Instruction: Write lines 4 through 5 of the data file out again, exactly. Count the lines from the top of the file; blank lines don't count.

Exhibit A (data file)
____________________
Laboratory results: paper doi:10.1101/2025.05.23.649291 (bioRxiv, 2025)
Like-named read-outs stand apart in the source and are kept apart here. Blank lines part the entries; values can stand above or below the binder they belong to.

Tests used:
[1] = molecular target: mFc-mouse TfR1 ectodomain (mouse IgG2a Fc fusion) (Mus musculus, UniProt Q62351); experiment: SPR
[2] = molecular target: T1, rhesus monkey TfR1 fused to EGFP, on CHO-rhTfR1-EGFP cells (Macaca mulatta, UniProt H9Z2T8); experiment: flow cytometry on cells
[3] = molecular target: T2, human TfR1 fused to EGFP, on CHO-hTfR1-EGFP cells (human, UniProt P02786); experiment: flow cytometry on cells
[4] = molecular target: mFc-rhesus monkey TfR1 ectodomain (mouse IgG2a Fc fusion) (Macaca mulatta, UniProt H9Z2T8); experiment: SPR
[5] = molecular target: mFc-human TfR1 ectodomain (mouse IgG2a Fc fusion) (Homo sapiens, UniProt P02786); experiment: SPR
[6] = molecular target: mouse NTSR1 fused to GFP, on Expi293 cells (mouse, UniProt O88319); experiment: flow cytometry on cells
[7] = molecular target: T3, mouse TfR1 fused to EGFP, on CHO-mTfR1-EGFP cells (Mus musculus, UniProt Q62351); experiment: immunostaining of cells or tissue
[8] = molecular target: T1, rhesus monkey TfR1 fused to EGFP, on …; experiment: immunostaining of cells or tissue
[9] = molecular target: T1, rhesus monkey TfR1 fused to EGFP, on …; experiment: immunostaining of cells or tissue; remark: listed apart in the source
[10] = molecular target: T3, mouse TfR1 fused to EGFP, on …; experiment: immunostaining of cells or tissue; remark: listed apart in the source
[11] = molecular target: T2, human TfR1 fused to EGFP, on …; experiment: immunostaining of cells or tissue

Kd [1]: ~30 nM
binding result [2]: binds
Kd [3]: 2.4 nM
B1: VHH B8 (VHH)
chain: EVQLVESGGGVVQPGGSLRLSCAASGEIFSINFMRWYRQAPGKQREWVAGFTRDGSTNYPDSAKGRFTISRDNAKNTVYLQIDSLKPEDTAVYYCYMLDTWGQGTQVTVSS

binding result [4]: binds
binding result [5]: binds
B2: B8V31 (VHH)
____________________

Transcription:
[1] = molecular target: mFc-mouse TfR1 ectodomain (mouse IgG2a Fc fusion) (Mus musculus, UniProt Q62351); experiment: SPR
[2] = molecular target: T1, rhesus monkey TfR1 fused to EGFP, on CHO-rhTfR1-EGFP cells (Macaca mulatta, UniProt H9Z2T8); experiment: flow cytometry on cells